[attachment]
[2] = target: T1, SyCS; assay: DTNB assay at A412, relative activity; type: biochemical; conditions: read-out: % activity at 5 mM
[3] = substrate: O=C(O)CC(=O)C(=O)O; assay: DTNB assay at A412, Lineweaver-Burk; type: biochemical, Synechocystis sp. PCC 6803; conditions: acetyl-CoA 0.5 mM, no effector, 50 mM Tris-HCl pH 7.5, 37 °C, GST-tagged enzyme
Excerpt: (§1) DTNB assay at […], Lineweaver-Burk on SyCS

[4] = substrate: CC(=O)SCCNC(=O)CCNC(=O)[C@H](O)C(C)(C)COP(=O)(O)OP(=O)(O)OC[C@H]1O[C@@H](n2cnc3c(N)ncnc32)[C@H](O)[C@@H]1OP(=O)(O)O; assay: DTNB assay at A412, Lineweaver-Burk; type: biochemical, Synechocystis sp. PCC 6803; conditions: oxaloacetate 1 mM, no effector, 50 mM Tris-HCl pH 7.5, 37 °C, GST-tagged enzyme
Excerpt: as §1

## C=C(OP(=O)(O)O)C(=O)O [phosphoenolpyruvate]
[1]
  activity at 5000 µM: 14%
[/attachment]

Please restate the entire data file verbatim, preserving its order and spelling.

[2] = target: T1, SyCS; assay: DTNB assay at A412, relative activity; type: biochemical; conditions: read-out: % activity at 5 mM
[3] = substrate: O=C(O)CC(=O)C(=O)O; assay: DTNB assay at A412, Lineweaver-Burk; type: biochemical, Synechocystis sp. PCC 6803; conditions: acetyl-CoA 0.5 mM, no effector, 50 mM Tris-HCl pH 7.5, 37 °C, GST-tagged enzyme
Excerpt: (§1) DTNB assay at […], Lineweaver-Burk on SyCS

[4] = substrate: CC(=O)SCCNC(=O)CCNC(=O)[C@H](O)C(C)(C)COP(=O)(O)OP(=O)(O)OC[C@H]1O[C@@H](n2cnc3c(N)ncnc32)[C@H](O)[C@@H]1OP(=O)(O)O; assay: DTNB assay at A412, Lineweaver-Burk; type: biochemical, Synechocystis sp. PCC 6803; conditions: oxaloacetate 1 mM, no effector, 50 mM Tris-HCl pH 7.5, 37 °C, GST-tagged enzyme
Excerpt: as §1

## C=C(OP(=O)(O)O)C(=O)O [phosphoenolpyruvate]
[1]
  activity at 5000 µM: 14%